I think in a way it will be difficult to give you very specific feedback on that because we haven’t given ’15 guidance. So I think more directionally we do believe that Play-Fi and our broader mobile initiatives will begin to make more material contributions to our growth as we get into ’15 and ’16. We think technologies like UHD, DTS UHD which are more driven initially about in the home, are likely to be less material in the balance of ’14 and ’15 just because they’re on a slightly different cycle. But I think the most exciting news is that we have been working for years, in some of these cases, back five, six, seven years on a technology pipeline as well as a tools and infrastructure pipeline to really take DTS to a very new place consistent with where we see the trends around digital delivery of entertainment and its consumption and I think we’re finally seeing ourselves be in a position to begin to realize the fruit of a lot of that investment and work. So, I might appear to be quick on the outside, those of us who have been working on this for an awfully long time are finally glad that we’re moving into primetime.

Operator

Your next question comes from James Goss – Barrington Research.

James Goss – Barrington Research

With the network connected services, do you expect a lot of that value creation to be on the hardware side or the service provider side, or is it some of both?

Jon E. Kirchner

I think you’ll still see a device centric model out of us Jim. I do think there will certainly be contributions on the service side and I think the long term split between those things still very much remains a question. But there are clear performance advantages and let’s call it compatibility advantages across implementing our technologies and devices as opposed to in specifically service applications. But I think you’re going to see both as people try to address how to lean forward and deal with what they know is to come in the marketplace as well as deal with existing installation bases where our technologies may not be implemented in hardware.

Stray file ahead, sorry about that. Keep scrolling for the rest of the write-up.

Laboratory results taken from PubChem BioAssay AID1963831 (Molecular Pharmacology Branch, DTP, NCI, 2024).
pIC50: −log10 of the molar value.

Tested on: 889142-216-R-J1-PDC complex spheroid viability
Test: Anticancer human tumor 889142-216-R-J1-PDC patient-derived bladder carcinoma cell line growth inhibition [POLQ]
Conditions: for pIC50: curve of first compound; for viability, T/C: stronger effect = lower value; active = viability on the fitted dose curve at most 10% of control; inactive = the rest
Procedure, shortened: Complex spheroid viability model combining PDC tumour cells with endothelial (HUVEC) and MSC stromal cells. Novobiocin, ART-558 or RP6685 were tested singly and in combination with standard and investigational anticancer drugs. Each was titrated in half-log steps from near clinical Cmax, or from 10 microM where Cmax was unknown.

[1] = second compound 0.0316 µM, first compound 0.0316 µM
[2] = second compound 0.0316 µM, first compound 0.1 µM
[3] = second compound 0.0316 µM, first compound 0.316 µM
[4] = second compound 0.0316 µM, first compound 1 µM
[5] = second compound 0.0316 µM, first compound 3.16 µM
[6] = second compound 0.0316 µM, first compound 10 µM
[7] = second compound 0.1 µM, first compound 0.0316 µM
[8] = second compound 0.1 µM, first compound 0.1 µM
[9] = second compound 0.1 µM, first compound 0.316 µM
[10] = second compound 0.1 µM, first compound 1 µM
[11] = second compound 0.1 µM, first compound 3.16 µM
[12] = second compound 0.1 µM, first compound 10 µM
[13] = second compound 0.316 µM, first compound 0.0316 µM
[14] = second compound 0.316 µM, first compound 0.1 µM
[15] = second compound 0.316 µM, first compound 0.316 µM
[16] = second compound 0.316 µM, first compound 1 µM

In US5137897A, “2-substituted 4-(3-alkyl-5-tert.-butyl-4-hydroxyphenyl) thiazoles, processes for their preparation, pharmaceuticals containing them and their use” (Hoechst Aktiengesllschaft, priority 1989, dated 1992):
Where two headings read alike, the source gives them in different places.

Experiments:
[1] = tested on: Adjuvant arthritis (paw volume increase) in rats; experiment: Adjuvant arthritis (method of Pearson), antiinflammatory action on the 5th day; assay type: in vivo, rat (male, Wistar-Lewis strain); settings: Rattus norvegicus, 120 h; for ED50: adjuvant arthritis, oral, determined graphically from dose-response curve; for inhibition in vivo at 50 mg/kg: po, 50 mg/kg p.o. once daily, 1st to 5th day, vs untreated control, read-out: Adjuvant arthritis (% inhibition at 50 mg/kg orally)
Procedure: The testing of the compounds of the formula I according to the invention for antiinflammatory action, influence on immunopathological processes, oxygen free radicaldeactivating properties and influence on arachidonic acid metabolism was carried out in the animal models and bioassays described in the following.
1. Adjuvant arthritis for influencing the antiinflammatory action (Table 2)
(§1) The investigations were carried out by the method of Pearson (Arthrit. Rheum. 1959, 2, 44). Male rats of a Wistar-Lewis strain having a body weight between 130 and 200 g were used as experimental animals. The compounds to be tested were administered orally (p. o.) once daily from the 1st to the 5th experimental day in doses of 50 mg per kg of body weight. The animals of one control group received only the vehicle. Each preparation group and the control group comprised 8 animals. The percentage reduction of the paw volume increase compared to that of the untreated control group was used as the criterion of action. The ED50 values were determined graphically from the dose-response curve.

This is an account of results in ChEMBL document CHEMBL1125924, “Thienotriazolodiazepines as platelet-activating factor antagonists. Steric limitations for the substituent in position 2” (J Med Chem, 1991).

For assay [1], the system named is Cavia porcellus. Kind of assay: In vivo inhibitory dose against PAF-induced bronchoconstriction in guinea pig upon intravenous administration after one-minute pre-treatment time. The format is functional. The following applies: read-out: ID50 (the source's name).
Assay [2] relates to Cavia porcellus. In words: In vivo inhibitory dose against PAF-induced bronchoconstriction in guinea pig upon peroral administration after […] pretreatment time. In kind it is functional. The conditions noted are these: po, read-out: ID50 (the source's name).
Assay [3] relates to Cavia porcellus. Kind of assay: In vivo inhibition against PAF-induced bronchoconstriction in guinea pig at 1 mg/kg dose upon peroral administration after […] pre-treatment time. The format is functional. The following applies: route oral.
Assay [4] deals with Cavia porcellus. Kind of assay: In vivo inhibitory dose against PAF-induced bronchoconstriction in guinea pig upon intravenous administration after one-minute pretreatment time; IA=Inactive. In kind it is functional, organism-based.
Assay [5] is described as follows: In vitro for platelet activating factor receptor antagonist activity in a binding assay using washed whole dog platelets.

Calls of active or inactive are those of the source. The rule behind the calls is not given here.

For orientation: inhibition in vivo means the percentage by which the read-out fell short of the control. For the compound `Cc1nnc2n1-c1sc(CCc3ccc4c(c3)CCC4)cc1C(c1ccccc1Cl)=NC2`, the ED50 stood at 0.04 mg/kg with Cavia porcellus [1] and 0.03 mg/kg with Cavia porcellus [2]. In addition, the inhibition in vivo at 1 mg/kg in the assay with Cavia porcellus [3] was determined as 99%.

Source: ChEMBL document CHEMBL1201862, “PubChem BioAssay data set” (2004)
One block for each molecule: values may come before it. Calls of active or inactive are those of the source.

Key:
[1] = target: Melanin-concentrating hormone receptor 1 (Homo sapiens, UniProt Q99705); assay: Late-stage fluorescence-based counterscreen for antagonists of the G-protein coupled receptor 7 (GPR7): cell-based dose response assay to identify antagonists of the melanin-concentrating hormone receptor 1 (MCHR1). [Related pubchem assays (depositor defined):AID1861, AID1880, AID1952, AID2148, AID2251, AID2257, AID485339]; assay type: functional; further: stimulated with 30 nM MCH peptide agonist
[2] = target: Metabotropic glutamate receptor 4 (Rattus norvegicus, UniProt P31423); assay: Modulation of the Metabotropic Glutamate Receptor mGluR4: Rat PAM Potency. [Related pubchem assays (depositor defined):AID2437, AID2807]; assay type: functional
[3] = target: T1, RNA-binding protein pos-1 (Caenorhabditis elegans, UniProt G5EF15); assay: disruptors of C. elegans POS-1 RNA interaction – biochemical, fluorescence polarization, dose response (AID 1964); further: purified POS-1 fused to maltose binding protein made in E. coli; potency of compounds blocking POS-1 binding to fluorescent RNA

James Goss – Barrington Research

When you mentioned partnerships with Turtle Beach or Sonos, where in some ways it might almost seem competitive with what you’re trying to do, how exactly do those partnerships work and what is the economic model and split, the nature of that beast if you will?

Jon E. Kirchner

They’re two very different circumstances. So, just to clarify in regard to the wireless audio space we actually are not partnering with Sonos. We believe there are essentially two players in this marketplace that are positioned to continue to drive that market forward in a much bigger way. Sonos obviously has been there a while, they have a proprietary system. DTS Play-Fi on the other hand we believe has the opportunity to be the industry’s most broadly adopted interoperable system where people have the benefit of choice where they can choose speakers and electronics from different brands and get them all to work together seamlessly without being committed to a proprietary ecosystem like Sonos where you have to buy their hardware. In that case there’s not a partnership effort going on.